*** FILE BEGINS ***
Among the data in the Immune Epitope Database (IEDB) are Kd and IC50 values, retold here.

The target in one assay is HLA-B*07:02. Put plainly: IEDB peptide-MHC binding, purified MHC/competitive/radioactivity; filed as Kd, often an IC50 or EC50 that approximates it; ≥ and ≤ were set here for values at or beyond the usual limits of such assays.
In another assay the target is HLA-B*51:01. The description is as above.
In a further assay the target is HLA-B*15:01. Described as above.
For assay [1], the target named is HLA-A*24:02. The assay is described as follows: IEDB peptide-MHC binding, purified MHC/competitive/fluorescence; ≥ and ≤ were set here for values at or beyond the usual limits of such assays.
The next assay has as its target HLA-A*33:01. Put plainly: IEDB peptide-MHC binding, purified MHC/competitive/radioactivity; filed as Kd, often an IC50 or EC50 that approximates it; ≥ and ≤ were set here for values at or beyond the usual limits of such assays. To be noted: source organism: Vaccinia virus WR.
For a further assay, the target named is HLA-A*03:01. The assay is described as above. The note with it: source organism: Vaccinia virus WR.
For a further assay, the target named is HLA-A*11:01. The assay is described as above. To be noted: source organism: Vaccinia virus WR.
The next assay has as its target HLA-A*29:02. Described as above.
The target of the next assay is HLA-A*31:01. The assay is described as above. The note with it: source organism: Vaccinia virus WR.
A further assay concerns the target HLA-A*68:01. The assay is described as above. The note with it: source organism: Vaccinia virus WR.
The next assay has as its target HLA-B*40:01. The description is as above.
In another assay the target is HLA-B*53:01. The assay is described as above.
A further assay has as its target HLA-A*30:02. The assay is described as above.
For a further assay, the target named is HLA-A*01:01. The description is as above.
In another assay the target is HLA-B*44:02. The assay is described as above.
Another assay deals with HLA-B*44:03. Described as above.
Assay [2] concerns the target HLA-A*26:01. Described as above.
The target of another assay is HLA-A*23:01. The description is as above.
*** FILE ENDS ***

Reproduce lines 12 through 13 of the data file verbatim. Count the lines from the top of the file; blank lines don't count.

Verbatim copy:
The next assay has as its target HLA-B*40:01. The description is as above.
In another assay the target is HLA-B*53:01. The assay is described as above.